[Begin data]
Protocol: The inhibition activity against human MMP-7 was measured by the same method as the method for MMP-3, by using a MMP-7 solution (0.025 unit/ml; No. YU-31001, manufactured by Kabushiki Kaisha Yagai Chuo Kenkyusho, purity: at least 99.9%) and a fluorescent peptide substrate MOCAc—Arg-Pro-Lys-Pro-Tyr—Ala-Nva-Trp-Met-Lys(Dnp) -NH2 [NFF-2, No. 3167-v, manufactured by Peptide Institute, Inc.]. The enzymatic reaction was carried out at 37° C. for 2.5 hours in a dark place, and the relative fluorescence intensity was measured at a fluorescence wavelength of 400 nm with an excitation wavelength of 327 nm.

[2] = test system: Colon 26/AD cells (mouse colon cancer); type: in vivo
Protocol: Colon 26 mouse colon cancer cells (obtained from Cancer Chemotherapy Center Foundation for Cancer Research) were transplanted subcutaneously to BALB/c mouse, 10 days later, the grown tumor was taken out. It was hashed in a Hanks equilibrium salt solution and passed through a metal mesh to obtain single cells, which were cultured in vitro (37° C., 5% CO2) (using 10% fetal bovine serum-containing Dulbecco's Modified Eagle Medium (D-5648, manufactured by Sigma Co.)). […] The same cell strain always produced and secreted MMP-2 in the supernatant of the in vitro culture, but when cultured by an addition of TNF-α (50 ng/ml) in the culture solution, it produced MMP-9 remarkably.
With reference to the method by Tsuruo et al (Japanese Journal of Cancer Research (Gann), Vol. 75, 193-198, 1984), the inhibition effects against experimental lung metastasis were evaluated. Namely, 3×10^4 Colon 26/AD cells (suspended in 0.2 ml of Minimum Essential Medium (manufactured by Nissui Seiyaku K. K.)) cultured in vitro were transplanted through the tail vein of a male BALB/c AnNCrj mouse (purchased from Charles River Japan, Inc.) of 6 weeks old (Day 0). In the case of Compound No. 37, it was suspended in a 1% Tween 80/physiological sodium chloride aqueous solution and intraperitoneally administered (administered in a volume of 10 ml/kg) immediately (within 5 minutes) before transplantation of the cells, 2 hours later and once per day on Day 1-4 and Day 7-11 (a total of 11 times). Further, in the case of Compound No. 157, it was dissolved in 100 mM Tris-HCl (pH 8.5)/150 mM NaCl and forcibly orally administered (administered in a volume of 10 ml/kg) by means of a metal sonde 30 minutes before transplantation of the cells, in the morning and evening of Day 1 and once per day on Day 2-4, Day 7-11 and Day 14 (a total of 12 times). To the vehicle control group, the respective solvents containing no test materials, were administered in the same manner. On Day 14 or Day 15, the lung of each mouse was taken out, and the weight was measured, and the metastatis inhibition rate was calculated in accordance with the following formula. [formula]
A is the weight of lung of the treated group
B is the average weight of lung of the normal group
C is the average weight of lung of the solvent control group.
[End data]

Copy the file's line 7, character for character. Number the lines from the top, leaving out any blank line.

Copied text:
C is the average weight of lung of the solvent control group.